The wait is over. Prince Louis Arthur Charles has arrived, bringing much excitement across the country.
The royal baby's arrival also brought with him a tremendous marketing opportunity for British producers and retailers of baby products who can reference the royal baby in their promotional campaigns. In fact, it's been said the new royal prince will add £50m to the UK economy before he reaches his first birthday as a result of the ‘royal effect’. Case in point - the dress Princess Charlotte wore to visit her new baby brother sold out within hours of her being seen in it.
But it wasn't just likes of Mothercare or JoJo Maman Bebe who have capitalised on the arrival of the birth of new prince. Last week, we saw press ads from the Lidl promoting baby wipes – “the royal treatment for your little one” – and Amazon Alexa saying “Now one can ask Alexa to always in on one’s new arrival from anywhere in one’s home”. Madame Tussauds also sent a waxwork Queen to St Mary’s Hospital in a taxi to raise its brand profile.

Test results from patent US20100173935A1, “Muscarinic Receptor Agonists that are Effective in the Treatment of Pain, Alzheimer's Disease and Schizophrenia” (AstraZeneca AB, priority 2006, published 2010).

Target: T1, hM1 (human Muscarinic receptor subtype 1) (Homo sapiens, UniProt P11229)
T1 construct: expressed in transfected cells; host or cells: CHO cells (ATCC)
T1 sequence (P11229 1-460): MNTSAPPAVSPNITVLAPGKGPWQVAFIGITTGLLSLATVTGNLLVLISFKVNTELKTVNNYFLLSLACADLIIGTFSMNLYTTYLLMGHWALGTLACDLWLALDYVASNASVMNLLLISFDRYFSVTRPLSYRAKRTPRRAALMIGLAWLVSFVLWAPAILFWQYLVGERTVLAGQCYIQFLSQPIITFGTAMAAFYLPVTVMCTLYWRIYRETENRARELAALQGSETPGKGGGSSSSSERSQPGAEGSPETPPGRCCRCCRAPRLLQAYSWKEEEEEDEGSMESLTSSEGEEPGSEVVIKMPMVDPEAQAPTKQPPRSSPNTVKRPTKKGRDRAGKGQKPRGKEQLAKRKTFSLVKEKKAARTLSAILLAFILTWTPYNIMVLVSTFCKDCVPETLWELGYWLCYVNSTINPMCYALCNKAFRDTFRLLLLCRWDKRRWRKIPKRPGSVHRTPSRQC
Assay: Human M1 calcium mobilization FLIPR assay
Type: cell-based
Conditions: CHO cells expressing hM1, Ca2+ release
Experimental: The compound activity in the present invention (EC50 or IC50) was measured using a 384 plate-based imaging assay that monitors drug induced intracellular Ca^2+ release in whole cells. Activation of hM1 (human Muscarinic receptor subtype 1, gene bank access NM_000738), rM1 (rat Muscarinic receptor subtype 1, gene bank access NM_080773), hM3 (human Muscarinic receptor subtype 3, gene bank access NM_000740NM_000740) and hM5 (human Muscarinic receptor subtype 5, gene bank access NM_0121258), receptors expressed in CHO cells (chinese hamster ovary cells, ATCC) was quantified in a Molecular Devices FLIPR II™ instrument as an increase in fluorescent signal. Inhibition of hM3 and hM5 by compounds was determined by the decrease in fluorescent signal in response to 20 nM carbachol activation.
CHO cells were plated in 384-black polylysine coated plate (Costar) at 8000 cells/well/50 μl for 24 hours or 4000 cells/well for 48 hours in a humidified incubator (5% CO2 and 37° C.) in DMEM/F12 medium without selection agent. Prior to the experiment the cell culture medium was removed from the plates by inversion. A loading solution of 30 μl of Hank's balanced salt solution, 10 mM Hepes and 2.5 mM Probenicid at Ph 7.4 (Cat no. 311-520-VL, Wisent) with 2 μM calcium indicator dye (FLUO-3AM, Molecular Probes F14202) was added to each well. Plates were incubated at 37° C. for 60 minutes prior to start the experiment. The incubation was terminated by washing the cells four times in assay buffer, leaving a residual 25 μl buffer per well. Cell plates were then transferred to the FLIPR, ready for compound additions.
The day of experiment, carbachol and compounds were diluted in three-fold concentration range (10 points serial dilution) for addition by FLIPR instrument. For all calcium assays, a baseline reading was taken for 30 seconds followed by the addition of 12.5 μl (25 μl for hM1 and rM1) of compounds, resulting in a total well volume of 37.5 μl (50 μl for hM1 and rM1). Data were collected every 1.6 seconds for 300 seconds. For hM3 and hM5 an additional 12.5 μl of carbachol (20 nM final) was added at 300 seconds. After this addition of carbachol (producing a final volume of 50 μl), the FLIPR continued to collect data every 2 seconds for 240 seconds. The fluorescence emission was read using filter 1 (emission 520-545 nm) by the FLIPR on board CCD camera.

Gimmicky, sure. But it does raise the question about how effective real-time marketing actually can be.
If we think back to 2013, Oreo was celebrated for its clever marketing tactic to tweet “"Power Out? No problem" with a starkly-lit image of a solitary Oreo and the caption, "You can still dunk in the dark", within minutes of the infamous Super Bowl blackout. Since, then brands have tried to mimic just this. And it seems to work.
A report by Smart Insights found that 76% of marketers saw real-time marketing increased audience engagement while 56% said it increased customer satisfaction and positive brand sentiment. A quarter believes it improves conversion and ROI.
So what do you think? Is real-time marketing intelligent and effective? Or does it feel forced and clunky? Is it the future or just a fad? To me, it’s all about offering the right content at the right time and that can only be a good thing for communications.
Spiraling around the expected media frenzy was a topical event that brands could 'organically' inject themselves into. There are markedly fewer than Royal Baby mark one and mark two received - it is worth noting that sequels are always more difficult.